Thursday, October 10, 2013

The Zeros Tax; a Modest Proposal

             The Zeros Tax; a Modest Proposal

             The distribution of incomes in America is a hybrid of Gaussian and power-law. For low to moderately-high incomes the distribution is nearly Gaussian; so it is as if people were adding and losing sums of income, at random. But the far right tail of the distribution is ‘fat’ - that is, extremely high values occur more often than you’d expect. For the right tail the distribution resembles a power law; that is, the number of people with income I will be proportional to I^(-p), where p is the power. Here it is as if the extremely rich got that way by multiplying and dividing their income by factors, at random, instead of adding and subtracting terms, at random. And this makes sense, given that the upper end of the economy is dominated by finance, where compound interest rules. The 99% adds and subtracts their money; the 1% multiplies and divides their money.

             I therefore propose the following hybrid tax code: for up to the 99th percentile the tax shall be flat proportional after deductions; for the top percentile the tax shall let the rich retain an after-tax income proportional to the 8/9th power of their pre-tax income.        Mathematically, the tax code is:

for X = income, and N = 99th percentile of income;

 if X < N, then tax = k * (X - D),   where k is the flat proportional
tax rate and D is deductions;
if X > N, then tax =  X  -  K * X^(8/9),  where K is calculated to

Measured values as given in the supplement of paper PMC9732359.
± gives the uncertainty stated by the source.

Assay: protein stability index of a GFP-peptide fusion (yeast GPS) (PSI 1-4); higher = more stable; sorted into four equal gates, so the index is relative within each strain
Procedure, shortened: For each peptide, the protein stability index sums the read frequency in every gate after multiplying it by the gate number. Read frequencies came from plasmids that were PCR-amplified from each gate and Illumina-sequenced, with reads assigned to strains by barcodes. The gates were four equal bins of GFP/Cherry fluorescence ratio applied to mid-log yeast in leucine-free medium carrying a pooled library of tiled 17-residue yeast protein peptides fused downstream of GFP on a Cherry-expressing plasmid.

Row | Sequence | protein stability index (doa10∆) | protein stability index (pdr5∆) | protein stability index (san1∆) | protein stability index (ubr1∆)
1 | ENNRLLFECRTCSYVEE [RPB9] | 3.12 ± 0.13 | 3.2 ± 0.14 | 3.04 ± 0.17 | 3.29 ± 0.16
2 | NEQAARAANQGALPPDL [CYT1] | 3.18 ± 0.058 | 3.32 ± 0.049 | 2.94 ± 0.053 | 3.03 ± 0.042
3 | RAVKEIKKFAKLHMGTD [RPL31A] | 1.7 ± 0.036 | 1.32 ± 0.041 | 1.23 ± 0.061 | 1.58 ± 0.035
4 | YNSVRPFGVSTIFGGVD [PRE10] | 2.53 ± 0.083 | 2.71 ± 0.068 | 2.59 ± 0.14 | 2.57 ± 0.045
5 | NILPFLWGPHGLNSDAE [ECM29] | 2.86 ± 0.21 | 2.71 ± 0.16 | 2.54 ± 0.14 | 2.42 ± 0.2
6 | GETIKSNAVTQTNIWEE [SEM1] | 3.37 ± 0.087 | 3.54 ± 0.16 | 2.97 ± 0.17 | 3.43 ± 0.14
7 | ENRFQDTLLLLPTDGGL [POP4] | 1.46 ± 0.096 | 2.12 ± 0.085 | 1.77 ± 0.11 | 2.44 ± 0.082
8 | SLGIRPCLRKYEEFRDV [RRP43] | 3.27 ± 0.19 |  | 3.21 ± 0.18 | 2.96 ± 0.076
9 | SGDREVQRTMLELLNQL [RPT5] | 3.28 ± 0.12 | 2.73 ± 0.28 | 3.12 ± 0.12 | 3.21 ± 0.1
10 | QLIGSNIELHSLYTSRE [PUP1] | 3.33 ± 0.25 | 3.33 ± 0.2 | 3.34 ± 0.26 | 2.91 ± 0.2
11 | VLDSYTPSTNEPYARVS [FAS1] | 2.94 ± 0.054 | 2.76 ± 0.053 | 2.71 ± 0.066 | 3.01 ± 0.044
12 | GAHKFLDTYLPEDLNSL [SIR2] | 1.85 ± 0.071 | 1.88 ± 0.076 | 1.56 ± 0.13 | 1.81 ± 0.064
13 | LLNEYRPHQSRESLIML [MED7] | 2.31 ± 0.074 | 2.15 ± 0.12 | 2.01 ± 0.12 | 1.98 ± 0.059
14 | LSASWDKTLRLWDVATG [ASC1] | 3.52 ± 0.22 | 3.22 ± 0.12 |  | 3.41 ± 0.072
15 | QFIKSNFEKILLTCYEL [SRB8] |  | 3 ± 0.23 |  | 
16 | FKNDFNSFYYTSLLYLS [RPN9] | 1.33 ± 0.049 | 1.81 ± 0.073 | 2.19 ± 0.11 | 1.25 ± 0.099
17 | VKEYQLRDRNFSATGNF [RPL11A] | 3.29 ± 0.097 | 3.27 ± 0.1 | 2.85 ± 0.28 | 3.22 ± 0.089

match the tax curves where they meet, at N.

             Therefore K equals  (1- k)*N^(1/9) - k*D*N^(-8/9) .  You can also say
that tax =  X - (N - k(N+D))*(X/N)^(8/9)  ; so that the 1% can in effect ‘multiplicatively deduct log(N) zeros’, and pay only one out of every nine zeros thereafter.

             The dividing line between proportional and 8/9th power taxation is given by a percentile rather than a prestated amount, and hence is stable under inflation and other changes.
             Of course you can change 8/9ths for other powers.

             Note that this leaves a taxpayer in the 99% an after-tax income of (1-k)*X + kD. For those with an income below D, this is a negative income tax, as Friedman recommended. But also note that it leaves a taxpayer in the 1% an after-tax income of K * X^(8/9); their income rises by the 8/9th power. Thus a billionaire will make ‘only’ K hundred million dollars.

             I therefore call this a ‘zeros tax’; the government takes one out of every nine zeros.

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